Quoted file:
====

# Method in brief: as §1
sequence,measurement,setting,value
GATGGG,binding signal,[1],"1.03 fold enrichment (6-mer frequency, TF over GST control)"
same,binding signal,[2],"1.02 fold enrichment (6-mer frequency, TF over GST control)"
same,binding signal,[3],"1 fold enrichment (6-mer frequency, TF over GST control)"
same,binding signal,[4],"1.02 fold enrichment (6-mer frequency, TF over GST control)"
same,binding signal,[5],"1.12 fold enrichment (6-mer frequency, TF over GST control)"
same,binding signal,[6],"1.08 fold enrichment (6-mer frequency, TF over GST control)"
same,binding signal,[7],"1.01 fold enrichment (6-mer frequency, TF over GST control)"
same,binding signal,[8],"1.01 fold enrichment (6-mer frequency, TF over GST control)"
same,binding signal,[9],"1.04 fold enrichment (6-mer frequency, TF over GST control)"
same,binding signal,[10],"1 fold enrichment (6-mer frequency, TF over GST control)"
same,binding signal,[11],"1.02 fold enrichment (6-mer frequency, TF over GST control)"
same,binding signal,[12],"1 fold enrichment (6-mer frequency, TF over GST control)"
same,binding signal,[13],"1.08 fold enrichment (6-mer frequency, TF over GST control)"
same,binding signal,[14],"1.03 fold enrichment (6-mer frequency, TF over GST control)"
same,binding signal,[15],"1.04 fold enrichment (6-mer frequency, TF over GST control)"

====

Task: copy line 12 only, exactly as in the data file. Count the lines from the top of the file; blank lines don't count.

same,binding signal,[10],"1 fold enrichment (6-mer frequency, TF over GST control)"